Finance Sector Opposition Policy Review

The 1994 AGM of Mec Vannin, held in April, passed a resolution to review its stance on the finance sector. A committee was elected and submissions taken. The following report is the result.

Report of the Finance Sector Policy Review Committee of Mec Vannin, May 1994.

Not surprisingly, given the make-up of the committee and the lack of any submissions in favour of abandoning the current policy of fundamental opposition to the finance sector, the main recommendation that we unanimously make is that Mec Vannin remain opposed in principle to the presence of the finance sector in Mann. The reasons behind this recommendation are laid out in Part One of this report.

Part Two deals with the other task given to this committee at the 1993 A.G.M.: how to lessen our dependence on the finance sector and what alternative economic path to follow.

Broadly, it recommends two things:

1) "Capping-off' the finance sector at its present size as a short term measure to prevent us becoming any more dependent on this industry and:

2) a long term fundamental shift away from using our fiscal independence to entice foreign business and toward using the same powers to give our own people the economic advantages necessary to foster a diverse, indigenous economic base.

The committee appends a comprehensive submission from Mark Kermode that broadly concurs with our findings.

Signed (Greg Joughin)
Signed (Chris Sheard)
Signed (Cristl Jerry)
Signed (Paul Kelly)



Opposition to the finance sector usually focuses on the shady disreputable nature of the business and the damaging, environmental, economic, political and cultural impacts it has on the Isle of Man and elsewhere. After outlining these reasons for continuing to oppose the presence and further growth of this industry, we want to move on and look at an important underlying reason why Mec Vannin, and indeed the Manx people, cannot afford to reach a compromise and learn to live with the finance sector.


The government case for the finance sector is fairly easy to summarise. The government has set itself the ambitious but misconceived and narrow economic goal of maximising the incomes and spending power of people living in the Isle of Man. Its initial aim is to match the standard of living of the U.K and eventually to raise us up to the dizzy heights of the likes of Switzerland. It can only do this in the short timescale it has set itself by handing over free use of the Isle of Man as an offshore base to some high earning foreign industry like the finance sector. The underlying belief seems to be that given the money first of all, we can then buy solutions for all our other social and environmental problems.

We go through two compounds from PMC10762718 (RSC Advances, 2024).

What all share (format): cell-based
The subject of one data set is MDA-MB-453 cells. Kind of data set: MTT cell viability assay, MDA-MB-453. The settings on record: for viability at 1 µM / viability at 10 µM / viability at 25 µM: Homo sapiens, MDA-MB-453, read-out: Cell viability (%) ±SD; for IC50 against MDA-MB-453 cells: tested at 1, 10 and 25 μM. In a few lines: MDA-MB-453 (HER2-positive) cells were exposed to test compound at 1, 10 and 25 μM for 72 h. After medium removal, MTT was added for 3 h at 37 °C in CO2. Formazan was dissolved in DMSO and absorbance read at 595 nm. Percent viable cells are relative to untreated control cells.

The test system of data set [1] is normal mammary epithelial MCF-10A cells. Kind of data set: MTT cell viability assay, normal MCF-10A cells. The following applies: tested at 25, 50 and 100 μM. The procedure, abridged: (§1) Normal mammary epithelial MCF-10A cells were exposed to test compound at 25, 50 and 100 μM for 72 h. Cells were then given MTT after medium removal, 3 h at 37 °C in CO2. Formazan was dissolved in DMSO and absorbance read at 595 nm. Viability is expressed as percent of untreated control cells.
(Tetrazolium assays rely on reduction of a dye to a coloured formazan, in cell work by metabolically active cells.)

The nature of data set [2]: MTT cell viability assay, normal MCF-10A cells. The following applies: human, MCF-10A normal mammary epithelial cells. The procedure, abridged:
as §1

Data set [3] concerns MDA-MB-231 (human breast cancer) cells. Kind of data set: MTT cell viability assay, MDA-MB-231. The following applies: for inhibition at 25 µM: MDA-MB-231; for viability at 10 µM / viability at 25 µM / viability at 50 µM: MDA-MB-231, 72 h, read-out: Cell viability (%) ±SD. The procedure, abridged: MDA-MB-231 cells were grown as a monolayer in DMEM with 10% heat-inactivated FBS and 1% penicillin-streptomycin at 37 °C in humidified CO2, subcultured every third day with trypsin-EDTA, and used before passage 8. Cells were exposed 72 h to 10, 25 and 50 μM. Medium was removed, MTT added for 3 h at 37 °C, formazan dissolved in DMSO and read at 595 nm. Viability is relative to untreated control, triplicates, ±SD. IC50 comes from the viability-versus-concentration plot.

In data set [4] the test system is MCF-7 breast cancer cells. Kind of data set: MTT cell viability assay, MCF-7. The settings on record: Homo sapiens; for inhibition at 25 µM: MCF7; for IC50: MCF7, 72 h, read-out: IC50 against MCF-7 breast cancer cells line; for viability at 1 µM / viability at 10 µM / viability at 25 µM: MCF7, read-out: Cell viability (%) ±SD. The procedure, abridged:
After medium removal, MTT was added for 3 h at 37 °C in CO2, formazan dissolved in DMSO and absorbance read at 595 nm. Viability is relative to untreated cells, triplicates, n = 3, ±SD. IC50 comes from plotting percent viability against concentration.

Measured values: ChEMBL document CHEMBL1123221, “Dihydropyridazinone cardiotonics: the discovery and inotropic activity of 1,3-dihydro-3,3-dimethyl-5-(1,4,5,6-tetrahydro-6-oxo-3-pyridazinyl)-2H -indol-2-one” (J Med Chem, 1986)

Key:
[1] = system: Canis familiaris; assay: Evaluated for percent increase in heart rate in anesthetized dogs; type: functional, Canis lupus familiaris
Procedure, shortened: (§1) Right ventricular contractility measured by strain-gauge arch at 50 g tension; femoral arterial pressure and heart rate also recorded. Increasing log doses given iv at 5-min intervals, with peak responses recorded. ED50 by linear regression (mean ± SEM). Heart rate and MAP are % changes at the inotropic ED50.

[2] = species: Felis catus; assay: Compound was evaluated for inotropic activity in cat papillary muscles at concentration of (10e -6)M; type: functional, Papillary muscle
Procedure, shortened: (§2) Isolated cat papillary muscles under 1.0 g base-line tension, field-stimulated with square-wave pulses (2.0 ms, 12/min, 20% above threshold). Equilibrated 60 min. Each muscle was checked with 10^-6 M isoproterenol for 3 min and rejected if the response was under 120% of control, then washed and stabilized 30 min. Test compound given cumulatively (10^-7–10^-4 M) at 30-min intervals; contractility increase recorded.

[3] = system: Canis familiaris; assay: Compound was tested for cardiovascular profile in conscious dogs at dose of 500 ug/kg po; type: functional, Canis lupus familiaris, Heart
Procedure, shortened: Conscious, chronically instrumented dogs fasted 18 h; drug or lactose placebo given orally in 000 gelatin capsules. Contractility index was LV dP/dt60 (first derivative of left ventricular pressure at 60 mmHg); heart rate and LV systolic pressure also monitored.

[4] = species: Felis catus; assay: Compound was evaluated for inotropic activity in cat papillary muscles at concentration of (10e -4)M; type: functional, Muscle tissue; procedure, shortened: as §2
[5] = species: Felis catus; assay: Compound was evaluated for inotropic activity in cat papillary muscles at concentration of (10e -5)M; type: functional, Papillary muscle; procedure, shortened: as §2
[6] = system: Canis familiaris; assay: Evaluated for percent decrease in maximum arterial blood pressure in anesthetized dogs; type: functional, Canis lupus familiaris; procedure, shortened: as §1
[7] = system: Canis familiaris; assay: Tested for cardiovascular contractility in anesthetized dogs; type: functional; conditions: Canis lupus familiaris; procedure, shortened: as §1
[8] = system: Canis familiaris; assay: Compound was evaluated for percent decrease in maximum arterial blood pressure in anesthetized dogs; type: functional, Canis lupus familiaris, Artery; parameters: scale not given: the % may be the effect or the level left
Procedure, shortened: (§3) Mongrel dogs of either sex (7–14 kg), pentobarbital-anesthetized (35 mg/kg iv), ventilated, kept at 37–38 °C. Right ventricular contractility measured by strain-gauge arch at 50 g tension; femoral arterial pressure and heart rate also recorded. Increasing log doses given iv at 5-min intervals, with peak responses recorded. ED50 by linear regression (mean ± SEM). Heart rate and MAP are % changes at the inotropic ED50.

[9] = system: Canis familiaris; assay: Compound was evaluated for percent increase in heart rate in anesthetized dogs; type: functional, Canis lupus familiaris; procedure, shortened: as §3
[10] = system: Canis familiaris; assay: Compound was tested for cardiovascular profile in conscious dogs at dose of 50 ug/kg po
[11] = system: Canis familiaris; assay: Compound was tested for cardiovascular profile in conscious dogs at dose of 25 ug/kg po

The trouble with the above view is that the more money we make, the more money we need to tackle the new problems thrown up by runaway economic growth i.e. more finance sector means more people, means more schools, houses, hospitals, sewers, power stations, pollution, stress and crime, means more money, more finance sector, more population growth etc. ad infinitum. This is the madhouse economics of money addiction in which the real quality of life is sacrificed for excessive material consumption.


The chief contention here is that the Manx Government's economic policy and the resultant of recent years is founded on a lie. The lie is that the finance sector is now a model of legal reputable and well regulated money making activity for the benefit of the Manx people thanks to the regulations and supervision set up in the wake of the S.I.B. scandal more than a decade ago.

Even if this were a true and accurate portrayal (and given the reactive, rather than investigatory role of the Government supervisory bodies and the smallness of the Isle of Man fraud squad, it is hard to see how it could be), it conveniently ignores the real issue: That is, from where and from what activities do the monies that pass through the finance sector and keep our economy afloat come from, before they broach our shores?

Thus on the one hand we have the visible high profile "smiling face" side of the finance sector consisting of all those off-shore subsidiaries of international banks, building societies, pension and insurance funds etc. which now form the backbone of the tax haven. The main business here is to exploit other countries' tax loopholes in order to aid and abet rich companies and individuals in the avoidance of their tax dues, and to invest the money thus salted away in the most profitable way around the world. Even though mostly legal, the business could at best be described as amoral in character i.e. its sole concern is with the making of maximum profit to the exclusion of all other social and environmental costs and ethical considerations such as the creation of Third World debt and impoverishment.